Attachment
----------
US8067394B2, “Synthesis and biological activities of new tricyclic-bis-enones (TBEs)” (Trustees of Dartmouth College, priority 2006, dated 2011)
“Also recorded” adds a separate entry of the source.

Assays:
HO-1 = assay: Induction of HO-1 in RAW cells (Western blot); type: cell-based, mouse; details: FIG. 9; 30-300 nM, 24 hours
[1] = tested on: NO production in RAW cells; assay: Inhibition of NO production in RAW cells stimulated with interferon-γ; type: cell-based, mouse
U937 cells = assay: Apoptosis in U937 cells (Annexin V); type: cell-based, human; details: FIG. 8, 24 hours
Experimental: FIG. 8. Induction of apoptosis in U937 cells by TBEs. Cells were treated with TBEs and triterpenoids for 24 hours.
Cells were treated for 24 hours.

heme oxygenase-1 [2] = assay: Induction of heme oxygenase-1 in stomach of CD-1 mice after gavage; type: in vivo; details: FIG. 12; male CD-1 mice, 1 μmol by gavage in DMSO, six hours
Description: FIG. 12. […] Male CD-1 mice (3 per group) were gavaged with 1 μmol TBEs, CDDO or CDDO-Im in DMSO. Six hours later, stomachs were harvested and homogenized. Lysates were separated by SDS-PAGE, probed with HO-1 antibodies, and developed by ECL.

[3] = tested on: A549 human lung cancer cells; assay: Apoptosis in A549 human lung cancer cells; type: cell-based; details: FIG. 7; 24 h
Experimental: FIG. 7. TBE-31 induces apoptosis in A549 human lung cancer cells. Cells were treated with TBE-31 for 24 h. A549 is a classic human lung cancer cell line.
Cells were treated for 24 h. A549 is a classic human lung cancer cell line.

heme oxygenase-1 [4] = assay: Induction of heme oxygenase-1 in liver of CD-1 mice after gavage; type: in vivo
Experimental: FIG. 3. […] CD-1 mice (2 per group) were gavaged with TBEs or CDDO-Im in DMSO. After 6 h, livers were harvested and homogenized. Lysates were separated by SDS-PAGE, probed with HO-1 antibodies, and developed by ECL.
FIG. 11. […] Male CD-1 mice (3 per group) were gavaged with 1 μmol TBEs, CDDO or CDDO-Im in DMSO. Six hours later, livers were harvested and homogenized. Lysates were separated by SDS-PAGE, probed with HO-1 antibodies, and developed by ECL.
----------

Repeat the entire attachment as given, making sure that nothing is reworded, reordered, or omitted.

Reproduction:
US8067394B2, “Synthesis and biological activities of new tricyclic-bis-enones (TBEs)” (Trustees of Dartmouth College, priority 2006, dated 2011)
“Also recorded” adds a separate entry of the source.

Assays:
HO-1 = assay: Induction of HO-1 in RAW cells (Western blot); type: cell-based, mouse; details: FIG. 9; 30-300 nM, 24 hours
[1] = tested on: NO production in RAW cells; assay: Inhibition of NO production in RAW cells stimulated with interferon-γ; type: cell-based, mouse
U937 cells = assay: Apoptosis in U937 cells (Annexin V); type: cell-based, human; details: FIG. 8, 24 hours
Experimental: FIG. 8. Induction of apoptosis in U937 cells by TBEs. Cells were treated with TBEs and triterpenoids for 24 hours.
Cells were treated for 24 hours.

heme oxygenase-1 [2] = assay: Induction of heme oxygenase-1 in stomach of CD-1 mice after gavage; type: in vivo; details: FIG. 12; male CD-1 mice, 1 μmol by gavage in DMSO, six hours
Description: FIG. 12. […] Male CD-1 mice (3 per group) were gavaged with 1 μmol TBEs, CDDO or CDDO-Im in DMSO. Six hours later, stomachs were harvested and homogenized. Lysates were separated by SDS-PAGE, probed with HO-1 antibodies, and developed by ECL.

[3] = tested on: A549 human lung cancer cells; assay: Apoptosis in A549 human lung cancer cells; type: cell-based; details: FIG. 7; 24 h
Experimental: FIG. 7. TBE-31 induces apoptosis in A549 human lung cancer cells. Cells were treated with TBE-31 for 24 h. A549 is a classic human lung cancer cell line.
Cells were treated for 24 h. A549 is a classic human lung cancer cell line.

heme oxygenase-1 [4] = assay: Induction of heme oxygenase-1 in liver of CD-1 mice after gavage; type: in vivo
Experimental: FIG. 3. […] CD-1 mice (2 per group) were gavaged with TBEs or CDDO-Im in DMSO. After 6 h, livers were harvested and homogenized. Lysates were separated by SDS-PAGE, probed with HO-1 antibodies, and developed by ECL.
FIG. 11. […] Male CD-1 mice (3 per group) were gavaged with 1 μmol TBEs, CDDO or CDDO-Im in DMSO. Six hours later, livers were harvested and homogenized. Lysates were separated by SDS-PAGE, probed with HO-1 antibodies, and developed by ECL.